BEFORE YOU DECIDE YOU WANT TO CHALLENGE A WILL – PLEASE READ THIS
Our office has developed a reputation for taking cases in relation to Will challenges concerning either members of the family or near relations who feel they have been disappointed as a result of being omitted from the Deceased’s Will.
We see a certain pattern emerging over the past number of years. This is that the grown up adult children may have left Ireland and be living and working abroad. The remaining sibling who is in Ireland in the latter years of the Deceased’s life seems to be involved in taking the Deceased to a Solicitor to ensure that the Will is made before their death.
The other children are very often surprised when, after their parent’s death, they see the person who has remained has become the sole beneficiary to the exclusion of the other members of the family. This may be in contrast to any statements made by the Deceased during their lifetime when these other children were in their presence.
A couple of facts to get straight from the outset.
- There is no automatic right for any child to inherit from their parent’s Estate. We get numerous calls from disappointed children indicating that this is in some way wrong and they should get some benefit automatically. The only benefit automatically guaranteed by the Succession Act 1965 provisions is for a spouse, known as a legal right share.
- To contest a Will is expensive and usually an uphill battle. The law presumes that the Will, if validly drawn up by a Solicitor and witnessed correctly, is in fact a valid Will. Anybody who wishes to challenge this must rely on either
- The person making the Will not being of sound disposing mind. That means they did not know what they were doing or
- They were under undue influence of the ultimate beneficiary to make the Will in that person’s favour.
- The role of medical evidence is important and even to locate the relevant details can be an uphill battle from the Deceased’s GP. Very often on the death of a patient GPs forward their records to the HSE for archiving and they in turn, unless requested by the Executor of the Will, will not release them without a Court Order under the new data protection regulations.
- Not all persons in the family are entitled to a copy of the Will if they are not beneficiaries. Some Solicitors simply ignore requests by members of the family to provide a copy of a Will where they are not included in it. This causes great upset to family members especially if the person who benefited is also the Executor. The Executor essentially controls the distribution of any documents relating to the Estate. Some Solicitors simply send a letter indicating that a benefit has been left to you and detailing whatever it is without enclosing a copy of the Will.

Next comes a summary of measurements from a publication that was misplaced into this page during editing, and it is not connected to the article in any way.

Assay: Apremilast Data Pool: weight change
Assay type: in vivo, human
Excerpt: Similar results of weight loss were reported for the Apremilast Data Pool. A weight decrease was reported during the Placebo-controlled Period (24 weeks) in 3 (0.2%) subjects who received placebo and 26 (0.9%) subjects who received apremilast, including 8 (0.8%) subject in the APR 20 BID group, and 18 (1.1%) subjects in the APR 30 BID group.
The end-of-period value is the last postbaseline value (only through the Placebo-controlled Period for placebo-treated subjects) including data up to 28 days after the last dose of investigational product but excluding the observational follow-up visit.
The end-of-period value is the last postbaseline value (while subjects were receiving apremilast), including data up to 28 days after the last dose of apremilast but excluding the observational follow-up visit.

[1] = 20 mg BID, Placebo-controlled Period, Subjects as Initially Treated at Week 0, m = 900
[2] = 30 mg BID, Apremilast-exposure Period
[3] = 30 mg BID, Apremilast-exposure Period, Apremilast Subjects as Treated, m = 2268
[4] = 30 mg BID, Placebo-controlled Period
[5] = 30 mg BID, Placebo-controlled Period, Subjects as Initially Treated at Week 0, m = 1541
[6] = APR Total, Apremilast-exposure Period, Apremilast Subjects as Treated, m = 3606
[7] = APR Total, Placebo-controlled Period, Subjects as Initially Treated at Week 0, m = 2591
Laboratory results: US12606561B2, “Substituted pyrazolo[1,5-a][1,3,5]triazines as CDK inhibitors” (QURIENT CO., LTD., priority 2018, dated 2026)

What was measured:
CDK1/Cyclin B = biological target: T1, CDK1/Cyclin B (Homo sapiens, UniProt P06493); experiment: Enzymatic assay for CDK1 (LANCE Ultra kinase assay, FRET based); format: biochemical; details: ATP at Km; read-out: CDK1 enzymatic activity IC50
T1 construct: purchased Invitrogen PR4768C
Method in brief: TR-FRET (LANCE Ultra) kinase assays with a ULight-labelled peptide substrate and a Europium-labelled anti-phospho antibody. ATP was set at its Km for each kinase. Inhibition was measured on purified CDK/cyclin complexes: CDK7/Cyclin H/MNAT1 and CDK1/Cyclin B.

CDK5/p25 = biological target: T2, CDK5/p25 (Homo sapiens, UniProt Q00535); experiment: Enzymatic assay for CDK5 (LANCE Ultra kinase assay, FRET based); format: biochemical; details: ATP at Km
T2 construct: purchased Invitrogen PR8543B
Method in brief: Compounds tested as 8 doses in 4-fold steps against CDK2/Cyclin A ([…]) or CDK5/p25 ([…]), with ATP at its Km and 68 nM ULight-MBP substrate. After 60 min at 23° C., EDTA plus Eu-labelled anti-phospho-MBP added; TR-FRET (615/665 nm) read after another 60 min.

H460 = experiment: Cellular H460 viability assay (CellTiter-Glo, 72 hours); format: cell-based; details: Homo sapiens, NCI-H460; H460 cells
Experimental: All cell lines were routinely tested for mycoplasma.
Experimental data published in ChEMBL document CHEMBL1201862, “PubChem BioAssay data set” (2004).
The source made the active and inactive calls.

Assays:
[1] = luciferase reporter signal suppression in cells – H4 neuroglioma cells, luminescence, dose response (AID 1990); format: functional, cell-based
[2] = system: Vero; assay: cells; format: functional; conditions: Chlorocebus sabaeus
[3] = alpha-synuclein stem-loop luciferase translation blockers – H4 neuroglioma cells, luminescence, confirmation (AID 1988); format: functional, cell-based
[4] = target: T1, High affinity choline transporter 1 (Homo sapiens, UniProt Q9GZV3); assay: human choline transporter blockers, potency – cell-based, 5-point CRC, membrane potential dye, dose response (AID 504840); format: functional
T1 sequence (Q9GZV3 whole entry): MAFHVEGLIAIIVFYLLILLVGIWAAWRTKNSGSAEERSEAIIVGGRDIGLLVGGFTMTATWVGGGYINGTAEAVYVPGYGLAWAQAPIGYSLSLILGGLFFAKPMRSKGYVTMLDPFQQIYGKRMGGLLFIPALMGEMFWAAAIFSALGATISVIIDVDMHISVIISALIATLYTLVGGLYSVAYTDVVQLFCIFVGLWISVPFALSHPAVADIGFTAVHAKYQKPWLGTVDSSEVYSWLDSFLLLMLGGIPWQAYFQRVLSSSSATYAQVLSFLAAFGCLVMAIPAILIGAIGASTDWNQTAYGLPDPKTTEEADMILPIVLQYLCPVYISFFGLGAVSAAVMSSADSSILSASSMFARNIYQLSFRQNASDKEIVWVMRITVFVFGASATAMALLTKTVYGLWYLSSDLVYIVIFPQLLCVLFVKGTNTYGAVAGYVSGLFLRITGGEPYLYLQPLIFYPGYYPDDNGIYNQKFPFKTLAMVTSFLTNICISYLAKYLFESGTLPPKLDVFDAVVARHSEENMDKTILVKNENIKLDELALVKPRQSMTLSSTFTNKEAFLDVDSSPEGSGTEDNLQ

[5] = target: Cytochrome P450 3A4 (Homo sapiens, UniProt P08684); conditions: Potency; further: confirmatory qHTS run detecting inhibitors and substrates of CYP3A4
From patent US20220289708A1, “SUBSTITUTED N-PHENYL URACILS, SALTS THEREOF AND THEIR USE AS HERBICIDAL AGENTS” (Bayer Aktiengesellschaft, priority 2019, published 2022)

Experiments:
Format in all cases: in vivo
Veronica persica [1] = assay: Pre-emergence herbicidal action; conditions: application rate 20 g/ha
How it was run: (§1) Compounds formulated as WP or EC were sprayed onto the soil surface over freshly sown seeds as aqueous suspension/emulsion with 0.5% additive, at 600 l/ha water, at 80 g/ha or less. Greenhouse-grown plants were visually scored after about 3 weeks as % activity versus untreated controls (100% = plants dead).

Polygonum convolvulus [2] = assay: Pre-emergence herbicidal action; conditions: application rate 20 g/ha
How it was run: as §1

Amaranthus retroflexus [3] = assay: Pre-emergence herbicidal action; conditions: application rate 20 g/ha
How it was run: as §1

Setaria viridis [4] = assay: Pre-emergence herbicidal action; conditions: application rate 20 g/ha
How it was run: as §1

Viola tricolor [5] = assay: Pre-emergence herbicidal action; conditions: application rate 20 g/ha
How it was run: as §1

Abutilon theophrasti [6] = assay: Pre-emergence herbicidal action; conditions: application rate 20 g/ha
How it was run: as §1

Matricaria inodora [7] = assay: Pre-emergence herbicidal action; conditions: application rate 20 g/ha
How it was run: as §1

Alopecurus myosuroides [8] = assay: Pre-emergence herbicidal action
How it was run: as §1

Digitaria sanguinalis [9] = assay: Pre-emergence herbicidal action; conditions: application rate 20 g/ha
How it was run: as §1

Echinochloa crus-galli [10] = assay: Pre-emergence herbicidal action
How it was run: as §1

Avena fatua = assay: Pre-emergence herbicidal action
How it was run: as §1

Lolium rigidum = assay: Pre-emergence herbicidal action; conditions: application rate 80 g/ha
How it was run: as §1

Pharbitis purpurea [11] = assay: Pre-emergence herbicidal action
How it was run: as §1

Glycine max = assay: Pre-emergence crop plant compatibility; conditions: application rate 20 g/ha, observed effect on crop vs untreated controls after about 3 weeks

It is always best for family relations that a copy of the Will should be sent to all members but this is only a recommendation and is very much up to the particular Executor dealing with the Estate.
Contesting Wills, whether in the Circuit or High Court, is an expensive proposition.
A commercial reality must be taken to it. There are legal fees to be paid which very often involve the time taken to bring the matter to a full hearing. Counsel must be instructed with appropriate fees for their involvement who will guide what witnesses are necessary and run the case if it goes to a hearing.
There is no guarantee that the costs of the challenge, if unsuccessful, will be met out of the Estate. Traditionally there was a feeling that to challenge a Will the costs of the challenge, even if unsuccessful, were met out of the Estate itself. In recent years Judges have countered this by indicating that people who take actions with no basis of success should not benefit from their actions by having their costs paid by the Estate and very often they are left to pay these themselves.
The role of the Doctor is important. If there is no Doctor certifying that the person making the Will was of sound disposing mind and a Solicitor making the Will does not obtain such a letter then there may be cause for concern that the person was not of mind to decide their assets.
In summary careful consideration must be taken before any Will challenge can be mounted. You should refer to the above headings before deciding to call us to consider taking a case on your behalf.